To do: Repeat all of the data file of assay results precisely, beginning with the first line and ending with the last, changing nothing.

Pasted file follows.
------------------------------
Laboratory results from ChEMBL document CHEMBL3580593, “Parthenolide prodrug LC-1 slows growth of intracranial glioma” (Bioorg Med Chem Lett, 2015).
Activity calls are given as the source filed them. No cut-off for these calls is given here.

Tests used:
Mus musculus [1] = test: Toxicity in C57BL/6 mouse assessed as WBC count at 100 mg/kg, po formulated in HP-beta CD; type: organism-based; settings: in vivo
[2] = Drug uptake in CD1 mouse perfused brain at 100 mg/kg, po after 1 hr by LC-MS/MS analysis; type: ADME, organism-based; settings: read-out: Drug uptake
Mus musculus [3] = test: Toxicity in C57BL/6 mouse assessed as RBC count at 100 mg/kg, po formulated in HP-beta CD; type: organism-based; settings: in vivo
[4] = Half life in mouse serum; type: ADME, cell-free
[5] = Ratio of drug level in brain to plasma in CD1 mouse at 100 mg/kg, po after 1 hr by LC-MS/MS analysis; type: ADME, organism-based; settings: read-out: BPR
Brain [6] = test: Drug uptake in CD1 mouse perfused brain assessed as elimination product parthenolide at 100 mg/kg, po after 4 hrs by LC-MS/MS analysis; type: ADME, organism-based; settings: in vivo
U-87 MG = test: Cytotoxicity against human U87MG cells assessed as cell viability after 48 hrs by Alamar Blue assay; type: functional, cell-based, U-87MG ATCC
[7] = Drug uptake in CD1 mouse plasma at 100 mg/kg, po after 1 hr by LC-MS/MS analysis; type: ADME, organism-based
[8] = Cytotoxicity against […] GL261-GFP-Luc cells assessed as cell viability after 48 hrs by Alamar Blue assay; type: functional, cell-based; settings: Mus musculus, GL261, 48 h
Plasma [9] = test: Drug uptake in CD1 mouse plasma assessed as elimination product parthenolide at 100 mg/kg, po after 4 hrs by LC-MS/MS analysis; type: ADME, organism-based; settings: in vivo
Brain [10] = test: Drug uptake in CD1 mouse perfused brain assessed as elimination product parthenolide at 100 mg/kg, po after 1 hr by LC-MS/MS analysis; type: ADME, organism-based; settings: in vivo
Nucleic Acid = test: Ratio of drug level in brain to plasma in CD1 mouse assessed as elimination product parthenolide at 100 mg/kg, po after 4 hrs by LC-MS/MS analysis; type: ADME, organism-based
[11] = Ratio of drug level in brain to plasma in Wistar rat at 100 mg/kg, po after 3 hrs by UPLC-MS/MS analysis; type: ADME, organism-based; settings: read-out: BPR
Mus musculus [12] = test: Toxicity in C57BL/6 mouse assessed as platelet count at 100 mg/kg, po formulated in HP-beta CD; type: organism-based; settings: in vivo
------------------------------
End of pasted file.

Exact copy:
Laboratory results from ChEMBL document CHEMBL3580593, “Parthenolide prodrug LC-1 slows growth of intracranial glioma” (Bioorg Med Chem Lett, 2015).
Activity calls are given as the source filed them. No cut-off for these calls is given here.

Tests used:
Mus musculus [1] = test: Toxicity in C57BL/6 mouse assessed as WBC count at 100 mg/kg, po formulated in HP-beta CD; type: organism-based; settings: in vivo
[2] = Drug uptake in CD1 mouse perfused brain at 100 mg/kg, po after 1 hr by LC-MS/MS analysis; type: ADME, organism-based; settings: read-out: Drug uptake
Mus musculus [3] = test: Toxicity in C57BL/6 mouse assessed as RBC count at 100 mg/kg, po formulated in HP-beta CD; type: organism-based; settings: in vivo
[4] = Half life in mouse serum; type: ADME, cell-free
[5] = Ratio of drug level in brain to plasma in CD1 mouse at 100 mg/kg, po after 1 hr by LC-MS/MS analysis; type: ADME, organism-based; settings: read-out: BPR
Brain [6] = test: Drug uptake in CD1 mouse perfused brain assessed as elimination product parthenolide at 100 mg/kg, po after 4 hrs by LC-MS/MS analysis; type: ADME, organism-based; settings: in vivo
U-87 MG = test: Cytotoxicity against human U87MG cells assessed as cell viability after 48 hrs by Alamar Blue assay; type: functional, cell-based, U-87MG ATCC
[7] = Drug uptake in CD1 mouse plasma at 100 mg/kg, po after 1 hr by LC-MS/MS analysis; type: ADME, organism-based
[8] = Cytotoxicity against […] GL261-GFP-Luc cells assessed as cell viability after 48 hrs by Alamar Blue assay; type: functional, cell-based; settings: Mus musculus, GL261, 48 h
Plasma [9] = test: Drug uptake in CD1 mouse plasma assessed as elimination product parthenolide at 100 mg/kg, po after 4 hrs by LC-MS/MS analysis; type: ADME, organism-based; settings: in vivo
Brain [10] = test: Drug uptake in CD1 mouse perfused brain assessed as elimination product parthenolide at 100 mg/kg, po after 1 hr by LC-MS/MS analysis; type: ADME, organism-based; settings: in vivo
Nucleic Acid = test: Ratio of drug level in brain to plasma in CD1 mouse assessed as elimination product parthenolide at 100 mg/kg, po after 4 hrs by LC-MS/MS analysis; type: ADME, organism-based
[11] = Ratio of drug level in brain to plasma in Wistar rat at 100 mg/kg, po after 3 hrs by UPLC-MS/MS analysis; type: ADME, organism-based; settings: read-out: BPR
Mus musculus [12] = test: Toxicity in C57BL/6 mouse assessed as platelet count at 100 mg/kg, po formulated in HP-beta CD; type: organism-based; settings: in vivo